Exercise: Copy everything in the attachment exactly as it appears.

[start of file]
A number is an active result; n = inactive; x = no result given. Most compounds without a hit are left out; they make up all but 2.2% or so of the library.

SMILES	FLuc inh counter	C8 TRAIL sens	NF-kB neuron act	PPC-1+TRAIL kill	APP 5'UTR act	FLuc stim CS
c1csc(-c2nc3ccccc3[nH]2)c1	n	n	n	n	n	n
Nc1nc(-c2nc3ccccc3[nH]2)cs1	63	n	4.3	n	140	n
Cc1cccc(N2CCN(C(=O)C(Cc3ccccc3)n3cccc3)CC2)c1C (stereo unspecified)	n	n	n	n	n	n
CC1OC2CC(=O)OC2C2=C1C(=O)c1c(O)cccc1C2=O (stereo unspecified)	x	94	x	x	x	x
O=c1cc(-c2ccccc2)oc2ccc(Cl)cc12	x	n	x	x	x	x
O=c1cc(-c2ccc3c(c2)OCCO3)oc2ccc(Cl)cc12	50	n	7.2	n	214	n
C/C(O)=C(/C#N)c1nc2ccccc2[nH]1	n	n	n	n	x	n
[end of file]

A number is an active result; n = inactive; x = no result given. Most compounds without a hit are left out; they make up all but 2.2% or so of the library.

SMILES	FLuc inh counter	C8 TRAIL sens	NF-kB neuron act	PPC-1+TRAIL kill	APP 5'UTR act	FLuc stim CS
c1csc(-c2nc3ccccc3[nH]2)c1	n	n	n	n	n	n
Nc1nc(-c2nc3ccccc3[nH]2)cs1	63	n	4.3	n	140	n
Cc1cccc(N2CCN(C(=O)C(Cc3ccccc3)n3cccc3)CC2)c1C (stereo unspecified)	n	n	n	n	n	n
CC1OC2CC(=O)OC2C2=C1C(=O)c1c(O)cccc1C2=O (stereo unspecified)	x	94	x	x	x	x
O=c1cc(-c2ccccc2)oc2ccc(Cl)cc12	x	n	x	x	x	x
O=c1cc(-c2ccc3c(c2)OCCO3)oc2ccc(Cl)cc12	50	n	7.2	n	214	n
C/C(O)=C(/C#N)c1nc2ccccc2[nH]1	n	n	n	n	x	n